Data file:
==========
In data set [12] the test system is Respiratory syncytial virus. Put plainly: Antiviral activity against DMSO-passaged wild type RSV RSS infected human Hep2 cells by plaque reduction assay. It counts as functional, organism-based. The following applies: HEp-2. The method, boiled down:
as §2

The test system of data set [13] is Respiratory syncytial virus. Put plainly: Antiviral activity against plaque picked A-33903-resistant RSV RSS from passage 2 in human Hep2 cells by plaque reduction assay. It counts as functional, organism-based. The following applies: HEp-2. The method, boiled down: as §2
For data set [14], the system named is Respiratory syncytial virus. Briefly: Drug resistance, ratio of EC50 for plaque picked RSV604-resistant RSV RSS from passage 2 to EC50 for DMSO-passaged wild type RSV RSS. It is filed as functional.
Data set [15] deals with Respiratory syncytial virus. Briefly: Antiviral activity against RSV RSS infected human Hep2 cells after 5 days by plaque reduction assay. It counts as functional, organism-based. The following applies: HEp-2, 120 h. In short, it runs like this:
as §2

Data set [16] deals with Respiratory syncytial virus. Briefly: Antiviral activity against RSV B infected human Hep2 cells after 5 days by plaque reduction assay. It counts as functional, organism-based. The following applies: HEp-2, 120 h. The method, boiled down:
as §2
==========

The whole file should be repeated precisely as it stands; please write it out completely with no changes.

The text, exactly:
In data set [12] the test system is Respiratory syncytial virus. Put plainly: Antiviral activity against DMSO-passaged wild type RSV RSS infected human Hep2 cells by plaque reduction assay. It counts as functional, organism-based. The following applies: HEp-2. The method, boiled down:
as §2

The test system of data set [13] is Respiratory syncytial virus. Put plainly: Antiviral activity against plaque picked A-33903-resistant RSV RSS from passage 2 in human Hep2 cells by plaque reduction assay. It counts as functional, organism-based. The following applies: HEp-2. The method, boiled down: as §2
For data set [14], the system named is Respiratory syncytial virus. Briefly: Drug resistance, ratio of EC50 for plaque picked RSV604-resistant RSV RSS from passage 2 to EC50 for DMSO-passaged wild type RSV RSS. It is filed as functional.
Data set [15] deals with Respiratory syncytial virus. Briefly: Antiviral activity against RSV RSS infected human Hep2 cells after 5 days by plaque reduction assay. It counts as functional, organism-based. The following applies: HEp-2, 120 h. In short, it runs like this:
as §2

Data set [16] deals with Respiratory syncytial virus. Briefly: Antiviral activity against RSV B infected human Hep2 cells after 5 days by plaque reduction assay. It counts as functional, organism-based. The following applies: HEp-2, 120 h. The method, boiled down:
as §2